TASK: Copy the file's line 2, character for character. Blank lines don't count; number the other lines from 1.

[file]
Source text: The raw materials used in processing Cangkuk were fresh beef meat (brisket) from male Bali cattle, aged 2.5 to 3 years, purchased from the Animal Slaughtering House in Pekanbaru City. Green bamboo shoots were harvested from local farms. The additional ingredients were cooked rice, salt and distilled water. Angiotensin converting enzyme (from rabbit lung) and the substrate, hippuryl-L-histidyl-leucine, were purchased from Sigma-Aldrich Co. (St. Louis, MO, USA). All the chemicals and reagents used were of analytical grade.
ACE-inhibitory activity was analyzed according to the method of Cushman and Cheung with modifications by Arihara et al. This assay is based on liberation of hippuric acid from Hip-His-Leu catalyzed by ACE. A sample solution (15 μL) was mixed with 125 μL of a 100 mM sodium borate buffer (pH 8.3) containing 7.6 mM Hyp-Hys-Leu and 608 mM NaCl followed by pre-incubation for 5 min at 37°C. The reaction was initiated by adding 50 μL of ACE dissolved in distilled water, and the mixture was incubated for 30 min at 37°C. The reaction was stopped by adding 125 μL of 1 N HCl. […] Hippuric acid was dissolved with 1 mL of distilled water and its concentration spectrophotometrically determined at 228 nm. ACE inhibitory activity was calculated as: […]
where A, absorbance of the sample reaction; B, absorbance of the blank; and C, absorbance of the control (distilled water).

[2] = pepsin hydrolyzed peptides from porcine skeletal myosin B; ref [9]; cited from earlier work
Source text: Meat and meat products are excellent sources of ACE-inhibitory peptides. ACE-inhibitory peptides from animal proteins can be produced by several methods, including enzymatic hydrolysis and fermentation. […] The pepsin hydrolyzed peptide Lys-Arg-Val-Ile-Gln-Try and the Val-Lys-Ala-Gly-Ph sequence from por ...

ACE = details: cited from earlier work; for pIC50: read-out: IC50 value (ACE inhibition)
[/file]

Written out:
ACE-inhibitory activity was analyzed according to the method of Cushman and Cheung with modifications by Arihara et al. This assay is based on liberation of hippuric acid from Hip-His-Leu catalyzed by ACE. A sample solution (15 μL) was mixed with 125 μL of a 100 mM sodium borate buffer (pH 8.3) containing 7.6 mM Hyp-Hys-Leu and 608 mM NaCl followed by pre-incubation for 5 min at 37°C. The reaction was initiated by adding 50 μL of ACE dissolved in distilled water, and the mixture was incubated for 30 min at 37°C. The reaction was stopped by adding 125 μL of 1 N HCl. […] Hippuric acid was dissolved with 1 mL of distilled water and its concentration spectrophotometrically determined at 228 nm. ACE inhibitory activity was calculated as: […]